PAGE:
Ignacio Canales Aracil is a Spanish sculptor who makes extraordinary delicate structures from real pressed flowers and plants. The flowers are held together without the use of any glue but once dried, sprayed with a matt varnish to protect them from moisture.
His works demonstrate a contemporary interpretation of the ancient tradition of preserving flowers, which dates back to the brightly coloured flowers found in excavated Egyptian tombs. His sculptures can in theory, stay intact for hundreds of years. As well as working with real flowers Ignacio has also worked with porcelain and more recently, wood. We spoke to him about his unique craft and inspiration.
Describe your creative background / education?
I started painting at an early age and wanted to make it my profession ever since I can remember. I studied art at school and then made it into the Fine Arts College at Madrid (Universidad Complutense). I received a couple of scholarships that made it possible to specialise in sculpture at Wimbledon College of Art and to later pursue an MA in Fine Art at Chelsea College of Art in London. More recently, I have completed an MA in Landscape Design at Universidad Politécnica de Madrid, which has helped me to gain a better understanding of nature.
When and why did you start working with flowers?
Flowers, trees and nature in general has been an endless source of inspiration since the beginning of my career. But when I was studying in London I became aware of the British tradition of gardening which I started to enjoy. I then felt urged to respond to it through my sculptures.
What can you tell us about the processes you employ in your sculptures?
The technique is nothing new, flowers pressed between paper, that’s all I use. But to develop paper moulds with different sizes and shapes has been a constant challenge.
Where do you find inspiration for each piece?
The gardens that I visit, nature at its wildest, traditional pottery, ancient carvings, romantic ruins, instruments, even the marketing and publicity that surround us. There is no one theme that inspires my work and I can see all the things that interest me and move me, are present in each piece.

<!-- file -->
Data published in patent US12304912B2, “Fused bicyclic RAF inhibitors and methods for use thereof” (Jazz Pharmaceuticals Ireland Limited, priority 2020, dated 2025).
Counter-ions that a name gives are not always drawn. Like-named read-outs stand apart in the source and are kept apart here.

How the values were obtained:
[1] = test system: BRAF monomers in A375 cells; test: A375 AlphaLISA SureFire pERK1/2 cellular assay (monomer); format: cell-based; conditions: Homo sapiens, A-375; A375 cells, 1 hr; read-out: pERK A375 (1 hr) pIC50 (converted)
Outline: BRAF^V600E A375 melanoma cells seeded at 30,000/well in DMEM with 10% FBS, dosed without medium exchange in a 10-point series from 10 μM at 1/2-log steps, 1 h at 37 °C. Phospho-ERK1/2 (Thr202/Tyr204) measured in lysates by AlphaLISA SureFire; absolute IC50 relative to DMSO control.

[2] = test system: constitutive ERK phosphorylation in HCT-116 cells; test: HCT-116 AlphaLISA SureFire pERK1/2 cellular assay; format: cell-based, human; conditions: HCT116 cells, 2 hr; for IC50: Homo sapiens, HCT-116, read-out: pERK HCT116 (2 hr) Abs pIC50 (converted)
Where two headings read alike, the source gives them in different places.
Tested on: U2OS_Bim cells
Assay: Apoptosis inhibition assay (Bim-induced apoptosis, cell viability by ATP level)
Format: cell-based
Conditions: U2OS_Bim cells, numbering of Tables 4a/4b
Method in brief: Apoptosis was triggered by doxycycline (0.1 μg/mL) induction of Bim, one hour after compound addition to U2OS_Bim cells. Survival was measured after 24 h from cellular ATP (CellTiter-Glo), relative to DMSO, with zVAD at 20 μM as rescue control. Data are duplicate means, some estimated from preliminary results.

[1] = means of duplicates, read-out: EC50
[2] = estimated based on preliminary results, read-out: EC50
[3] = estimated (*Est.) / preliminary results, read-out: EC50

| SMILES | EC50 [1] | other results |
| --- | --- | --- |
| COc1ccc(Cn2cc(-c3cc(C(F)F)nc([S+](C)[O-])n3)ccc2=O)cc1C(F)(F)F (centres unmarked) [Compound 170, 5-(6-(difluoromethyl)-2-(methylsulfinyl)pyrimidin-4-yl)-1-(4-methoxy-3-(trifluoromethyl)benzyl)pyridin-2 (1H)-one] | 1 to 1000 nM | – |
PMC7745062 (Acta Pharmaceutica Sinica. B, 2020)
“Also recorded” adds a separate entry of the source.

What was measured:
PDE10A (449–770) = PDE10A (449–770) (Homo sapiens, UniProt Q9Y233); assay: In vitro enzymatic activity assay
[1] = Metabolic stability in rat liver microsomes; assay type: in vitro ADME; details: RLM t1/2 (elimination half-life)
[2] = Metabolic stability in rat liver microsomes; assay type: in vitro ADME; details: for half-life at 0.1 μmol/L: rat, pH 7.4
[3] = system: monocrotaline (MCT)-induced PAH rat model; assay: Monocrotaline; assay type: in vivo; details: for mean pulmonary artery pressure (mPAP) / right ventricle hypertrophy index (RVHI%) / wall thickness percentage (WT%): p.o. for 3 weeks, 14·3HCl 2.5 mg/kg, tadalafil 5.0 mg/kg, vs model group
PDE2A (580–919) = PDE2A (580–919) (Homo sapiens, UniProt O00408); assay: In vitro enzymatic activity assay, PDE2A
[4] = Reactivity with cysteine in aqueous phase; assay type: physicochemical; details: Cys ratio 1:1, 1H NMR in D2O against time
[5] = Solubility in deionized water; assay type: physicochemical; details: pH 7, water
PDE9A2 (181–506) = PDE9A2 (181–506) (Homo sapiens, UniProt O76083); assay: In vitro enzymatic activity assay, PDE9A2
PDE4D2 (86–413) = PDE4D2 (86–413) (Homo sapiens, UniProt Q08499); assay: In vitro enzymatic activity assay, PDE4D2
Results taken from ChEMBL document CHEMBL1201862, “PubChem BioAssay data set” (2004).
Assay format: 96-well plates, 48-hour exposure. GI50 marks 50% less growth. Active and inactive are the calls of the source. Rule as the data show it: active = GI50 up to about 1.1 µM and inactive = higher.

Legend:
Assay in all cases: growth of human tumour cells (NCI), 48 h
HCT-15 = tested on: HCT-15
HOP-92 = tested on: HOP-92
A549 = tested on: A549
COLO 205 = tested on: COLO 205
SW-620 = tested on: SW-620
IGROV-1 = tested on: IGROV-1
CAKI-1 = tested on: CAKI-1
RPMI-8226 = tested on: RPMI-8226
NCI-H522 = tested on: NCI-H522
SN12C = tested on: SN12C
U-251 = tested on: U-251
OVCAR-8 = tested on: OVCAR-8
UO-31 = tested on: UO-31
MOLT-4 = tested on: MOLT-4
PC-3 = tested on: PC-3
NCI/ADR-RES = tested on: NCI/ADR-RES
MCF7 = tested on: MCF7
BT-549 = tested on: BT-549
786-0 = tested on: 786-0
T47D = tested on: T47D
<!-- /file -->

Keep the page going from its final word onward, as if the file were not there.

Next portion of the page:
Can you give an example of the thought processes behind your work?
I made I call you from the deepest (first image) with the idea of a gong in my mind, one that plays a profound sound like a bell that calls to pray or to war. It was also the biggest piece I had ever made at that time and I wanted to exhibit it without barriers. The feeling of having such a big piece, so fragile and at the same time so strong, was empowering. A beautiful fear.
The piece See through (below) both broadens and veils the view. It takes inspiration from the rosette of a cathedral which selects and reflects the light in a way that enables us to have different experiences.
Are all of your sculptures designed to be permanent works of art? How do you preserve them?
For all my works that depends very much on the conservation. Regarding the flower pieces, some of my sculptures are in collections where they are still looking bright and others are in complete decay. For these works, this is a very important part of the life of the piece which defines how we see beauty and how we feel about time. The flowers are not lyophilized (freeze-dried), and are allowed to decay depending on the conservation that we are able to give them.
What is the most interesting commission you’ve worked on?
I very much enjoyed working with the Australian Open. They commissioned 14 pieces and every detail – from the studio work to transporting it, was a big challenge. They have a fantastic team and I learnt to have fun with all of it.
See more of Ignacio’s work here.